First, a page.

Credit trends in California's municipal lease market have been negative in the last 21 months, with the volume of debt downgraded far exceeding the amount upgraded, Standard & Poor's Corp. said.

For the first nine months of 1994, ratings on almost $4.4 billion of California lease issues were lowered, while upgrades were limited to about $7 million. In 1993, Standard & Poor's downgraded $464 million of California lease securities and raised the ratings on about $51 million.

Through its State Public Works Board and two building authorities, California accounted for the largest lease rating downgrade by Standard & Poor's in 1994. In July, ratings were lowered to A-minus from A on $3.15 billion of state lease-related obligations. The rating agency said the downgrade was prompted by the state's failure "to adequately address its accumulated deficit" and because the state "balanced its budget with optimistic assumptions of federal aid."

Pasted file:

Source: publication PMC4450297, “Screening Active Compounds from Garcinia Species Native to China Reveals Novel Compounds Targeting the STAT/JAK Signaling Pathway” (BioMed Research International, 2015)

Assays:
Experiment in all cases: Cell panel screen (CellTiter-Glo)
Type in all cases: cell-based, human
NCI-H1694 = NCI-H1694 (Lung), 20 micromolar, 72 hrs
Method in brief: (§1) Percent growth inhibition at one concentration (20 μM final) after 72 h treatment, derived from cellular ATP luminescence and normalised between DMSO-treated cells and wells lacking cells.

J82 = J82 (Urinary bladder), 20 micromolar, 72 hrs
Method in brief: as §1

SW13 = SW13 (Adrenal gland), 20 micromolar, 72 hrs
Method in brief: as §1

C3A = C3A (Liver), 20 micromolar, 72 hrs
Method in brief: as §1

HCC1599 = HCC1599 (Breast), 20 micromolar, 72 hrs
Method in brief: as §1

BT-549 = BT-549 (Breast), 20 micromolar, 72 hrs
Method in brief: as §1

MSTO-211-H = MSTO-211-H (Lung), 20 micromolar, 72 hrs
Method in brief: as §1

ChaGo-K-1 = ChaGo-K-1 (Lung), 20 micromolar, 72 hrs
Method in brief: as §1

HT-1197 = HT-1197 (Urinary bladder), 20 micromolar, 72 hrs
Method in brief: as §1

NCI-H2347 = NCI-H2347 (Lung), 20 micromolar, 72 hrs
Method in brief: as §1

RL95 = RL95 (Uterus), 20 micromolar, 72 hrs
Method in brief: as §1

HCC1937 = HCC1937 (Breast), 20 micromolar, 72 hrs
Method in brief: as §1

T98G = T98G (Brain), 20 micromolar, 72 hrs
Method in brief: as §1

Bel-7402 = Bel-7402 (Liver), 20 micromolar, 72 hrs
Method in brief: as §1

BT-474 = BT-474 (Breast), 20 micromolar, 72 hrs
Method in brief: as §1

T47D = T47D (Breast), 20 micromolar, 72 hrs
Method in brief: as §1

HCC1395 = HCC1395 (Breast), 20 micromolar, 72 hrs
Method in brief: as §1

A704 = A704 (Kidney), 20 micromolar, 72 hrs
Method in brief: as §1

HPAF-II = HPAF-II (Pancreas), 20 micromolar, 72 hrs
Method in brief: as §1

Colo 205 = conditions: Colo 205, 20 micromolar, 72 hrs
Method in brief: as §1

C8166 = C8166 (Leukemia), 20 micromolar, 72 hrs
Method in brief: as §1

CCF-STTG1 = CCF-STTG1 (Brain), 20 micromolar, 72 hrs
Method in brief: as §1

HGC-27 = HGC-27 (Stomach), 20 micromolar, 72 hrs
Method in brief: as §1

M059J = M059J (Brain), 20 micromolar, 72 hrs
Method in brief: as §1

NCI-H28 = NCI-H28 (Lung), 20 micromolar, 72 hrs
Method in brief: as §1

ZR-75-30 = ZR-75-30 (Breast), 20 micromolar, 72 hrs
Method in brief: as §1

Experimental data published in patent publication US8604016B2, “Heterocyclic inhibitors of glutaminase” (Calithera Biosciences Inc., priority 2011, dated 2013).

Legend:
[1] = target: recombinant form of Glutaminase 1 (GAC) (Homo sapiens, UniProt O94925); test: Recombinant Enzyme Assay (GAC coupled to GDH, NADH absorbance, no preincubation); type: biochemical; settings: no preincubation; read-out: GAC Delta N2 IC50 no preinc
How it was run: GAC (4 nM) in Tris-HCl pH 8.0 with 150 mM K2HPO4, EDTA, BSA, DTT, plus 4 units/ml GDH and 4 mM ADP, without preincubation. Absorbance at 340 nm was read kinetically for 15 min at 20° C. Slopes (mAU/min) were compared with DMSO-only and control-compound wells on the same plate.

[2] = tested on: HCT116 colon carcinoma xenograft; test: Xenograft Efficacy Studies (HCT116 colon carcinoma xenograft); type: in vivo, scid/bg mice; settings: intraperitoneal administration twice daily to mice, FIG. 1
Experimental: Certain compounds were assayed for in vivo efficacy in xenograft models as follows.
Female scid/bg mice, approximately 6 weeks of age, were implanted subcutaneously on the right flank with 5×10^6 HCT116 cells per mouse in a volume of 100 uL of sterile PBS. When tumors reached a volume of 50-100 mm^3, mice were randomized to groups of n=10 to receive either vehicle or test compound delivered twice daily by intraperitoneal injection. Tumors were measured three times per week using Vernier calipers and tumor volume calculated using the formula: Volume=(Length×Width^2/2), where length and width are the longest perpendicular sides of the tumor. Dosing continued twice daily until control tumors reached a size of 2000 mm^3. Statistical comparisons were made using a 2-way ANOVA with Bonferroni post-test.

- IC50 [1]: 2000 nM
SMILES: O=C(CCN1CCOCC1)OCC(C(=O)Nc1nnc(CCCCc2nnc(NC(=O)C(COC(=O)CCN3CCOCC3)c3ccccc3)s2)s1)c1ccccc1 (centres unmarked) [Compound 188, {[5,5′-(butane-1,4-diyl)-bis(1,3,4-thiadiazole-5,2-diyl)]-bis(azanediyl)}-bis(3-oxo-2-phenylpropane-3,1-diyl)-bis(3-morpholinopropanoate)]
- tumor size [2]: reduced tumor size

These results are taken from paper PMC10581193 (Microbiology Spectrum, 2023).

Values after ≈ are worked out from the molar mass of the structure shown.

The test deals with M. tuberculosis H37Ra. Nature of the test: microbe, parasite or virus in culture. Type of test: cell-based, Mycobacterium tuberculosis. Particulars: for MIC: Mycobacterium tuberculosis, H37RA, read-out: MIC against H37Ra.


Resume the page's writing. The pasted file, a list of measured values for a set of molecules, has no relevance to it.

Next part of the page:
Among California local governments, counties have experienced the greatest credit pressure, the rating agency said. This year, ratings have been lowered for Los Angeles, San Bernardino, and Marin counties.

Ratings on California's cities generally have been stable. Compared with counties, cites rely less on property taxes, which have been subject to state revenue transfers. Inglewood is the only city to have its rating downgraded this year -- to BBB from BBB-plus on $33 million of obligations in March.

Two cities, Anaheim and Santa Clara, have posted upgrades in 1994. Anaheim's $3 million of lease obligations were upgraded to A-plus from A in September and Santa Clara's $4 million of obligations were upgraded to A-plus from A in June.

California lease issues rated by Standard & Poor's this year through mid-October totaled $1.7 billion, and the amount is forecast to reach about $2.2 billion by yearend. Because of historically low interest rates, 1993 was an exceptional year for lease volume in California, the rating agency said. A total of $4.6 billion of unenhanced issues were rated by Standard & Poor's, including $2.4 billion of lease refunding issues.

The leasing recap was published in yesterday's CreditWeek Municipal.

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